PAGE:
Holocaust Memorial Day 2019
Every year, Holocuast Memorial Day takes place on the 27th of January and comemorates those affected by genocide. The day is used to remember the six million Jews murdered during the Holocaust, the millions of people killed under Nazi Persecution and the subsequent genocides in Cambodia, Rwanda, Bosnia and Darfur. This year marks the 25th anniversary of the genocide in Rwanda.
From the Holocaust Memorial Day trust Website:
'The theme for HMD 2019: Torn from home encourages audiences to reflect on how the enforced loss of a safe place to call ‘home’ is part of the trauma faced by anyone experiencing persecution and genocide. ‘Home’ usually means a place of safety, comfort and security. On HMD 2019 we will reflect on what happens when individuals, families and communities are driven out of, or wrenched from their homes, because of persecution or the threat of genocide, alongside the continuing difficulties survivors face as they try to find and build new homes when the genocide is over.'
Holocaust Memorial Day was created on 27 January 2000, when representatives from 46 governments around the world met in Stockholm to discuss Holocaust education, remembrance and research and all signed a declaration committing to preserve the memory of those who have been murdered in the Holocaust. This declaration became the statement of commitment which is still used as a basis for Holocaust Memorial Day activities today.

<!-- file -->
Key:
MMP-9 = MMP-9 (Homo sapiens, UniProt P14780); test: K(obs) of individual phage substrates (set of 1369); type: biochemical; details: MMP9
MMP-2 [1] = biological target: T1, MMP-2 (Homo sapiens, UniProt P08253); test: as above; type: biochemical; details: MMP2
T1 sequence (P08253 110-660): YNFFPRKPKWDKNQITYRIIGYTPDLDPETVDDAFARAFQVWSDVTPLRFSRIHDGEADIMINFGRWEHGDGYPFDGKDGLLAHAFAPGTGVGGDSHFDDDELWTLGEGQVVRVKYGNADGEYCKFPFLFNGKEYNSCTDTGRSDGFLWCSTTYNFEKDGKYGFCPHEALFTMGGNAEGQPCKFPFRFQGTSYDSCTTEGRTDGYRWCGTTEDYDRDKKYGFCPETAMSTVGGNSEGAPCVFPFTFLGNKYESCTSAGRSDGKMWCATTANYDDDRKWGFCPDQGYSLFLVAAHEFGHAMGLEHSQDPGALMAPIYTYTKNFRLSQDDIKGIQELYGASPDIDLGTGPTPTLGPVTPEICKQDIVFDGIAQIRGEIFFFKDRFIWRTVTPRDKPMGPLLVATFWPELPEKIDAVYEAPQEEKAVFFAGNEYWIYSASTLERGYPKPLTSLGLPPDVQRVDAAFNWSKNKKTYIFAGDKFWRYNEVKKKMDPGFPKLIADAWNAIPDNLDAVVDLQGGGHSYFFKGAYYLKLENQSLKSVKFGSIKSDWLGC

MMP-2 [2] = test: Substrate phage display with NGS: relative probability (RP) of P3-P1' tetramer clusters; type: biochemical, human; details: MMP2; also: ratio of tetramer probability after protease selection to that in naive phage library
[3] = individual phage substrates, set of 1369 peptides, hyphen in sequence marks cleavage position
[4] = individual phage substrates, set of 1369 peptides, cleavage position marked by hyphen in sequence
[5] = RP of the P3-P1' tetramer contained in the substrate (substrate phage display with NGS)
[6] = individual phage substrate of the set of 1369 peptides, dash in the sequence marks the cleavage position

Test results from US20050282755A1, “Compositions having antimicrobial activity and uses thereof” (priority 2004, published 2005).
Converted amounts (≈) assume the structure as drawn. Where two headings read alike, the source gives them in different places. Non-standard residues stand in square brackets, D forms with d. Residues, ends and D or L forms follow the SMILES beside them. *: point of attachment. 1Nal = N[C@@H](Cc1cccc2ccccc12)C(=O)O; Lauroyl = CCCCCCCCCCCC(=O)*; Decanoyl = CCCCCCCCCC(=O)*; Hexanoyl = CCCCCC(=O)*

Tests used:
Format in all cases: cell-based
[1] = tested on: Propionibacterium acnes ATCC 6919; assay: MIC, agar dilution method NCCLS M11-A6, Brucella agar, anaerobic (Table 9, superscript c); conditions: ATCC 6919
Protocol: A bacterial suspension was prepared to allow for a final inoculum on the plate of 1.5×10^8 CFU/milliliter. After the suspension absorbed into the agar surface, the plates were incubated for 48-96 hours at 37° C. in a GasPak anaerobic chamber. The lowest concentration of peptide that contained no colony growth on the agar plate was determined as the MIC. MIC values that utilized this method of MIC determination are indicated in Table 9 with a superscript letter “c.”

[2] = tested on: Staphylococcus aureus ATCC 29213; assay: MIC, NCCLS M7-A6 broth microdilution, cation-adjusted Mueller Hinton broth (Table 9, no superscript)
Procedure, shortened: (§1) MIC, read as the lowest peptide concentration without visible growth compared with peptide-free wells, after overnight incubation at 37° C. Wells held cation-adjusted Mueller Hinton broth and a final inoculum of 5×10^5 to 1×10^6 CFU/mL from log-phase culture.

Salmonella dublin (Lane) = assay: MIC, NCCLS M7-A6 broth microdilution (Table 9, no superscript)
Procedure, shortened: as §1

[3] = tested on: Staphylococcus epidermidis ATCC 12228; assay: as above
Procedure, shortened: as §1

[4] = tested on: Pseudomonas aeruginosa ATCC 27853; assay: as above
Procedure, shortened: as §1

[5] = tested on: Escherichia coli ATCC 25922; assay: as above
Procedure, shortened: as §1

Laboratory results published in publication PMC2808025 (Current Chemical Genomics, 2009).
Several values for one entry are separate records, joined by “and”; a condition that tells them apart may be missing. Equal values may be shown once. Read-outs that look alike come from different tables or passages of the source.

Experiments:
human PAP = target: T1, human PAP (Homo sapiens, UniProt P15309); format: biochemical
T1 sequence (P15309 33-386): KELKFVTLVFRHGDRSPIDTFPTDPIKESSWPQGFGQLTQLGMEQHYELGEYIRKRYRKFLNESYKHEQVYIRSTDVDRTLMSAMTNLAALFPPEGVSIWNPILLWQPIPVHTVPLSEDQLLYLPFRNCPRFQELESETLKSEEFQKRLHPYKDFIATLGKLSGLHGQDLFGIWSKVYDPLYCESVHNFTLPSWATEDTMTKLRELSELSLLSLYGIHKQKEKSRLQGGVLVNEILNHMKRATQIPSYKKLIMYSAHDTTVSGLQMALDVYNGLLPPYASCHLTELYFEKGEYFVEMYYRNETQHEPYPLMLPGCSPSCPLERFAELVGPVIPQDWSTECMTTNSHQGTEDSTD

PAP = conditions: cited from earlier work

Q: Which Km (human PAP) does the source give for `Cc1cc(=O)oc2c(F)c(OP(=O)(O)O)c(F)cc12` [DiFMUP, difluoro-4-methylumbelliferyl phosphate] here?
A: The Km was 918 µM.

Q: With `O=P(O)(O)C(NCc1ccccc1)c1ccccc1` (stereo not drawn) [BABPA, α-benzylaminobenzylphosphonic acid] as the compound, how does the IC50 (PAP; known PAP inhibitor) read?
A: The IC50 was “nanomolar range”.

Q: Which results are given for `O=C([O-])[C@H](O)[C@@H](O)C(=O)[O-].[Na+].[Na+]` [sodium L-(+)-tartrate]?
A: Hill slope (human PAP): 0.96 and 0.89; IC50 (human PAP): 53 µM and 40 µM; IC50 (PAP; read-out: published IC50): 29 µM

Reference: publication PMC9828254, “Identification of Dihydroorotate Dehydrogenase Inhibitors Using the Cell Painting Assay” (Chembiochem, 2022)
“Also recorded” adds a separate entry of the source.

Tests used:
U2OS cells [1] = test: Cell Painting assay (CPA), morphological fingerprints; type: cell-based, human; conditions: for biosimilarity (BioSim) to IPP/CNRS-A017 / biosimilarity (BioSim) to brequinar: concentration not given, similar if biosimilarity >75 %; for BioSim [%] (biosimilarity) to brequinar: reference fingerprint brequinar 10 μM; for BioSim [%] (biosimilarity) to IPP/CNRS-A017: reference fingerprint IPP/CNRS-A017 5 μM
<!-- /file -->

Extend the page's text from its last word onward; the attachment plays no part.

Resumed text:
Each year Camden Council and organisations across the borough stage events to raise awareness of Holocaust Memorial Day. These events allow us to reflect on and learn from the lessons of the past and to recognise that genocide does not just take place on its own, it’s a steady process which can begin if discrimination, racism and hatred are not checked and prevented.
This year, The Jewish Museum London will be hosting a Memorial Day event.
Jewish Museum London
Friday 25th of January, 6.30 - 8pm
Join them for their annual Holocaust Memorial Day event to remember the millions murdered in the Holocaust and killed under Nazi regime. This year marks the 25th anniversary of the Genocide against the Tutsi in Rwanda in which 70% of the Tutsi population and 30% of the Pygmy Batwa population was murdered in the span of 100 days.
Kindertransport survivors Ann and Bob Kirk and survivor of the Genocide of the Tutsi in Rwanda Eric Murangwa will give their testimonies. There will then be a Q&A session where you will have the opportunity to ask any questions.
Our event will conclude with the lighting of our yahrzeit (memorial) candle, led by the Mayor of Camden.
The event will be BSL interpreted by Peter Abraham. Please let us know if you have any additional access needs.
This is a free event and booking is essential. To book reserved tickets for BSL users please email firstname.lastname@example.org. Click this link to read more.